It was late in November, a few years back. I had been going through a rough time lately- my divorce became final a few days ago, I hadn't been able to book a good gig in weeks, and my guitar was on it's last leg anyways. I was sitting at my usual haunt for the past two weeks or so, a small dive bar on the edge of town. It was shady, dimly lit, and full of the dead, yellow stench of stale cigarette smoke. The walls looked like they used to be semi taken care of- now they were filled with holes from the various fights that occurred almost daily. A tall, shady looking male wandered in the door and took the seat next to me at the bar. He shot a glance my way as he leaned over the bar, calling for a draft beer and lighting a cigarette.
Fuck, that reminds me. I only have 2 left in the pack. I sighed and quickly downed my latest shot of whiskey. I had lost count of them about 7 shots deep. I stood and began heading to the bathroom, hoping for a bit of privacy in the john. Really, I just wanted to be alone with my thoughts as I smoked. I shuffled through the door and laughed at my reflection in the mirror; I was a train wreck. An old washed up musician with nothing to show for his troubles.
I lit my cigarette and inhaled deeply, letting the smoke sit in my lungs for a few seconds while I watched the ceiling. The door opened suddenly, and a man came in with a guitar case slung over his shoulder. He nodded to me and sat the case down, leaning against the wall opposite of me. He revealed his own cigarette and asked for a light, so I tossed him mine.
"Privacy, huh?" The man said, his voice gravelly and rough. He seemed nice enough, but this is the kind of place where the "nice enough" would shoot you dead in an alley over ten dollars. I glanced him over as I shrugged and drew from my cig again. He was a skinny guy, clad in a leather jacket and blue jeans. He looked as though he was playing Jailhouse Rock Elvis, and I laughed inwardly at that thought. He looked greasy and out of style, just as washed up as me. I gestured to his case and asked what he played.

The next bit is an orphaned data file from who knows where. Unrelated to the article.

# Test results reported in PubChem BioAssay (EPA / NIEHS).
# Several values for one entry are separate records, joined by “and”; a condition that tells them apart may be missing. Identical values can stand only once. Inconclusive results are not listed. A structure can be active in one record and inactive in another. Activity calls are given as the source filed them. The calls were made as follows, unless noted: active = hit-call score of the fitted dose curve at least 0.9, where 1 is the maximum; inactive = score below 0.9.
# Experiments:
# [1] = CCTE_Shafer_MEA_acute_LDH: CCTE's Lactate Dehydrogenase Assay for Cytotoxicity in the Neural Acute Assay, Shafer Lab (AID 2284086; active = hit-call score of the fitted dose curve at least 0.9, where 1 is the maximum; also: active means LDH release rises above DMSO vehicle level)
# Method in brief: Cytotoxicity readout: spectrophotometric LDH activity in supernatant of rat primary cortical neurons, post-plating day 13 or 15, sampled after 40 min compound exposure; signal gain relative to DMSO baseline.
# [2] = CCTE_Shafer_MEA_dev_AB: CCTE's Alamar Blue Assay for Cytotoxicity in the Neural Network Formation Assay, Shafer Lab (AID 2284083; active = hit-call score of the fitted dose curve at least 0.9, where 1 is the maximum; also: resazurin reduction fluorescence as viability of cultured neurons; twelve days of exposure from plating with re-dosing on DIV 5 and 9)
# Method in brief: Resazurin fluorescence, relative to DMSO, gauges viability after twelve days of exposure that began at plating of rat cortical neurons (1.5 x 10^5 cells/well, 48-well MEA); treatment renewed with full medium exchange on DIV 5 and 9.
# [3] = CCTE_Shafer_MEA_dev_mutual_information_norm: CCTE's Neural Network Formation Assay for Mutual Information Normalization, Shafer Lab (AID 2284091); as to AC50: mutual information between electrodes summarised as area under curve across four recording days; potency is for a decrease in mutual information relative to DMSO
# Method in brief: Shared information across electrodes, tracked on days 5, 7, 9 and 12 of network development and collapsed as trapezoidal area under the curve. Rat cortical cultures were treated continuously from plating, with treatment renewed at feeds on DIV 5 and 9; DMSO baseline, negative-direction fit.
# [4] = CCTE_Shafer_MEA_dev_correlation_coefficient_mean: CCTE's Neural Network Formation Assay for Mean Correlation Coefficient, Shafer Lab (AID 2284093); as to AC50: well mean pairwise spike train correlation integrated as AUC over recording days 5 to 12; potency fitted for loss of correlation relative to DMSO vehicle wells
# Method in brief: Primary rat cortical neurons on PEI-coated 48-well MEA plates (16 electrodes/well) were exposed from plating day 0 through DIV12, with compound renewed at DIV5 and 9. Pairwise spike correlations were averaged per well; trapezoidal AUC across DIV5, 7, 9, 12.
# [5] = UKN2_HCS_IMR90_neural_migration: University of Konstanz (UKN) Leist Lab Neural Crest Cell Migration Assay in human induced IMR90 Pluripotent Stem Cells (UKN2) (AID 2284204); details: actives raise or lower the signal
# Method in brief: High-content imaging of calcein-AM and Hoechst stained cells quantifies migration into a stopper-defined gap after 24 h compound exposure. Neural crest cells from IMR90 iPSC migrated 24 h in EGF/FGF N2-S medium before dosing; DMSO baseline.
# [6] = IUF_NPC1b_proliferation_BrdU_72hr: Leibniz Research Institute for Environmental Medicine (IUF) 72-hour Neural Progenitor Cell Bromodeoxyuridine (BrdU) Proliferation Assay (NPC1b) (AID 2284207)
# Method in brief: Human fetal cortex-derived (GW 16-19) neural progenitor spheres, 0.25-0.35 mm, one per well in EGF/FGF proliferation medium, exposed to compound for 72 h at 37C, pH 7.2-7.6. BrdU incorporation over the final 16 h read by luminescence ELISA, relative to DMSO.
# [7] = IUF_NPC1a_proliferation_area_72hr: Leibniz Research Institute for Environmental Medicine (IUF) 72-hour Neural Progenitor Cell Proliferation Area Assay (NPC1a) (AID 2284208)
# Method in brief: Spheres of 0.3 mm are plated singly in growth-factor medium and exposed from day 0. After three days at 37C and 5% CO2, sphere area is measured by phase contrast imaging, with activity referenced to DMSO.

"I'm a bass man, actually. I play whatever brings the money in. Here lately, it seems like nothing does." I laughed politely and continued the conversation. We talked for about 30 minutes, just smoking up the bathroom and discussing everything from music to women. He told me he had just come in from Texas, but had been traveling since he left his home in California. Hell of a way from home here in Tennessee.
I lit another cigarette and shook his hand, heading out of the door and towards the bar to pay my tab. The bartender, a long time friend of mine, waved me off and told me to get it next time. I nodded and thanked him, but left five dollars for the Jailhouse Elvis's next drink. When I told him who it was for, he looked shocked and shook his head.
"Kris, I think you're mistaken. Tell me you didn't see that man." He said, his eyes wide. I laughed and asked what his problem was, stunning out my cigarette in the nearby ashtray. "They call him the Drifter, Kris. It's said he died here years ago, sometime around the late 60s. He's an omen. A musician's LAST omen." I just laughed and started for the door, getting in my old truck and starting the engine. A last omen? I've heard a lot of crap, but that certainly is high on the list for best one yet. I noticed the "Drifter" come out of the bathroom and sit on a stool, his case in hand. He turned to me and nodded, a slight grin on his face. The smile gave me the chills, but I shook it off and started home.
About halfway back to the house, a bluesy-rock tune came on the radio and I turned it up. As I rounded a curve about a mile from the house, I saw something step out into the road ahead. I swerved to avoid it, and lost control. The last thing I remember is the sound of a bass guitar, and a greasy Jailhouse Elvis standing in the road.